‘To All the Boys I’ve Loved Before,’ an Xennial mash note to 80s teen romances, ended as John Hughes ordained: with the wallflower, Lara Jean (Lana Condor), and the jock, Peter (Noah Centineo), professing their love on a lacrosse field in a climactic shot with enough space in the frame to imagine Judd Nelson strutting by with a fist pump.
Lara Jean swoons over one-off classics like ‘The Breakfast Club’ and ‘Sixteen Candles’ (even as she concedes Long Duk Dong is “extremely racist”). For viewers like her, Netflix has ordered a triple-scoop franchise based on Jenny Han’s book trilogy, the second of which, ‘PS I Still Love You,’ whips drama from the question Hughes left unanswered: Is this misfit couple really a match?
Who cares, adults may groan. Two per cent of marriages are between high school sweethearts. Yet, to Lara Jean, whom Condor plays with naivete and pluck, pleasing Peter is serious. (As it is to superfans who fell for Centineo two summers ago in the first film, and studio executives who’ve staked their happiness on the young heartthrob’s good looks.) Can she keep her popular Prince Charming — or rather, will she keep choosing him — despite a blitzkrieg of bliss-killers that include his jealous ex-girlfriend (Emilija Baranac), his obsession with the party game called flip cup and Lara Jean’s immature belief that the perfect relationship should be, well, perfect?
Her insecurity matures this sequel from fairy tale to talk therapy. In the hands of the screenwriters Sofia Alvarez and J Mills Goodloe, Lara Jean and her friends don’t banter — they proclaim, as if being deposed by Cupid. It’s unclear if the script’s stolid dialogue is attempting to flatter modern teens, or if the writers just don’t know any. Responding to a friend’s letter, Lara Jean begins, “What lovely penmanship you have.” Forget Billie Eilish — she fancies herself a Bronte.
To the director Michael Fimognari’s credit, ‘PS I Still Love You’ doesn’t condescend to Lara Jean’s dilemma even as her choices deserve popcorn pelted at the screen. Yet, he’s content with a product that seems beamed in from a staticky old channel. Despite Condor’s determination to make Lara Jean feel like a real girl — albeit with distracting false eyelashes — she’s stuck being a clone, opening the film crooning ‘And Then He Kissed Me’ to her bedroom mirror just as Elisabeth Shue did in ‘Adventures in Babysitting.’ Later, when Lara Jean’s loyalty is divided by the reappearance of her sixth-grade crush (Jordan Fisher), an emotionally-attuned dork who, like her, prefers to spend his Saturdays playing bingo, the soundtrack broods with a moody cover of ‘Girls Just Want to Have Fun.’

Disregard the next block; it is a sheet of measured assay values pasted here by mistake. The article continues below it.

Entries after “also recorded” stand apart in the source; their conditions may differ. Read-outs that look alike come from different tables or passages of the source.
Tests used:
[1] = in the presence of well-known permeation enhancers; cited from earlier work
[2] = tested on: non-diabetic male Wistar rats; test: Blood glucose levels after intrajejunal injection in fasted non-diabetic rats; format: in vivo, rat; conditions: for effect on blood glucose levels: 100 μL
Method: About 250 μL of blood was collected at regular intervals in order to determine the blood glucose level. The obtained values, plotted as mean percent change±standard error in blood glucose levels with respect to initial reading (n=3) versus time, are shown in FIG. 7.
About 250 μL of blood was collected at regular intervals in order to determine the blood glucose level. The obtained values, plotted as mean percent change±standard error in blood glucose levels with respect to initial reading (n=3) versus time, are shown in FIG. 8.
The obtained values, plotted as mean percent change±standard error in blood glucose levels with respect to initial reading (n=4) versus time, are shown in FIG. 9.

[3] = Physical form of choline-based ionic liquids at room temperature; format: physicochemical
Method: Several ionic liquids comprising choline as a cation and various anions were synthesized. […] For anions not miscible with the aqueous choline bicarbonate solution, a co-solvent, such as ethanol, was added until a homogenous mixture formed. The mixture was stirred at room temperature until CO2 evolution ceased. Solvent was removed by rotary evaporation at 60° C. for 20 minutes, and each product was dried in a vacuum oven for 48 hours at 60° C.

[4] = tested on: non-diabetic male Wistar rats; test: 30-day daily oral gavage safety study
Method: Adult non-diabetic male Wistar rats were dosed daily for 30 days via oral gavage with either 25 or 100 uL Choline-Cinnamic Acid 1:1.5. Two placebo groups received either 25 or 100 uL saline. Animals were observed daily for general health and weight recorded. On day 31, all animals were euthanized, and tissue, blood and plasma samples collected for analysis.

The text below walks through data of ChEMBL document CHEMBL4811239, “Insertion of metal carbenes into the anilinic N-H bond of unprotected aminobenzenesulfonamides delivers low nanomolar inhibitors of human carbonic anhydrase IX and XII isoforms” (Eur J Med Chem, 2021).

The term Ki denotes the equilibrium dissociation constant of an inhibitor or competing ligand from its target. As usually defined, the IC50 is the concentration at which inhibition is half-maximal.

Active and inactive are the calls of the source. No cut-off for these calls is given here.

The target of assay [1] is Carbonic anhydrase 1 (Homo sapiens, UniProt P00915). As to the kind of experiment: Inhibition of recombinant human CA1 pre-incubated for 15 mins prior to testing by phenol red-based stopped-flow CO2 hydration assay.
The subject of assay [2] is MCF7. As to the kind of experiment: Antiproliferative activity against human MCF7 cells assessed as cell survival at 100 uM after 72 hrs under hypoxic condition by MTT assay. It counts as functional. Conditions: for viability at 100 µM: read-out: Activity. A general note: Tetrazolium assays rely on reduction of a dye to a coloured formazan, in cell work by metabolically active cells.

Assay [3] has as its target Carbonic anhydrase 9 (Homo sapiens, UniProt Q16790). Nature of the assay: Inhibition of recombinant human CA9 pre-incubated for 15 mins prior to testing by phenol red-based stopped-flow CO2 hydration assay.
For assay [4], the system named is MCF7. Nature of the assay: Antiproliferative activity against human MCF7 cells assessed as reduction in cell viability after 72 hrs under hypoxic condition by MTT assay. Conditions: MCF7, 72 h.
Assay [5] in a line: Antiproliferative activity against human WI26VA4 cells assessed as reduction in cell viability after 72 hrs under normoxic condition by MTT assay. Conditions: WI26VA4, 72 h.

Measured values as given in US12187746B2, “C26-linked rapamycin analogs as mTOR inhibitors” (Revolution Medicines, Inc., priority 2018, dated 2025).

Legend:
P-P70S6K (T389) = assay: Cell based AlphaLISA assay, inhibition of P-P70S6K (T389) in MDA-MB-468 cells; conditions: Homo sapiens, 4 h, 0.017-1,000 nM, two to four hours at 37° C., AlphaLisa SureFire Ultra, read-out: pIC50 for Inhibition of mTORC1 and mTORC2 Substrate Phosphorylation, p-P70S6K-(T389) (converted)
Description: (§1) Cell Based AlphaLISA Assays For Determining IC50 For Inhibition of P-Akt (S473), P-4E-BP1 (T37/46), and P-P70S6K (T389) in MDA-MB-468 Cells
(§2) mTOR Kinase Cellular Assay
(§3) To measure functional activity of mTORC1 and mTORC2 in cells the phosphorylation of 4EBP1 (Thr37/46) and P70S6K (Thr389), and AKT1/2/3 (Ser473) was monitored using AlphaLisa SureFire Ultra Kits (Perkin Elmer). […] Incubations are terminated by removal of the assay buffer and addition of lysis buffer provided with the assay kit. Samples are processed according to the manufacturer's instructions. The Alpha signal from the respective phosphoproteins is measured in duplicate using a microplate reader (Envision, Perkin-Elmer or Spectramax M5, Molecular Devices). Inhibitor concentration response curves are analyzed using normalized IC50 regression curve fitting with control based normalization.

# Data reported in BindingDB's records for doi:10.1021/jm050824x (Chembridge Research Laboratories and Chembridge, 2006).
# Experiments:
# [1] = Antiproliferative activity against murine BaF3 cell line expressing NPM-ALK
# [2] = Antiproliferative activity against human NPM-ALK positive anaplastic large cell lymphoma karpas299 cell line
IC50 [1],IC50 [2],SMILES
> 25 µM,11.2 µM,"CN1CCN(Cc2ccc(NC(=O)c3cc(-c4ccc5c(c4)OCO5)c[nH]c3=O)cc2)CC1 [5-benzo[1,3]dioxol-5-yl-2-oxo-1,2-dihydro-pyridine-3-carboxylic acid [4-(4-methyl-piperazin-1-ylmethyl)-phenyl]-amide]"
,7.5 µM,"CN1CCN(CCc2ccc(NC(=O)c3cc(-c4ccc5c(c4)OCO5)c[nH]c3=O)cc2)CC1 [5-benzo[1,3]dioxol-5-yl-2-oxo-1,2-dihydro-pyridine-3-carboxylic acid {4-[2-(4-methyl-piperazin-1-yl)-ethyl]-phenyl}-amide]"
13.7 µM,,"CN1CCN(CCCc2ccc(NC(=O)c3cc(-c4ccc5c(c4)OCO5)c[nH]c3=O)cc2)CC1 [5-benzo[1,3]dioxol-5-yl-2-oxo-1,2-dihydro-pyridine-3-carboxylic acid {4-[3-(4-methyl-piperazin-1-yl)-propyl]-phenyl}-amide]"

How canny to capitalise on a youthful ache to rewind to an era when Molly Ringwald wasn’t forced to worry about school shootings and climate change. (The year Nixon resigned, 1974, TV viewers made a hit out of ‘Happy Days.’) Fimognari, promoted from the job of cinematographer on the first instalment, occasionally cribs a shot from a more ambitious movie: a floating kiss; a pair of snow angels; an argument on a class trip to the aquarium filmed before a tank of bioluminescent jellyfish, recalling a James Bond brawl in ‘Skyfall.’ Mostly, however, the visuals are childish, with saturated tinting that has to be squinted through, as though a lollipop melted on the lens.
Ironically, the film’s best sequences are wish fulfilment for geriatrics. Lara Jean’s retro fixation reaches its peak when she volunteers at Belleview, a retirement home with fortunetellers, posh soirees and a former Pan Am flight attendant named Stormy (Holland Taylor) lording over the palm-frond fantasia like a screwball grande dame. The rooms are art deco, the wardrobes are doo-wop, and the residents groove to the Bee Gees. Pass the prune daiquiris — yes, there are prune daiquiris — and get drunk on nostalgia.
Don’t miss it!
‘To All the Boys: PS I Still Love You’ is streaming on Netflix from February 12. Watch the trailer below: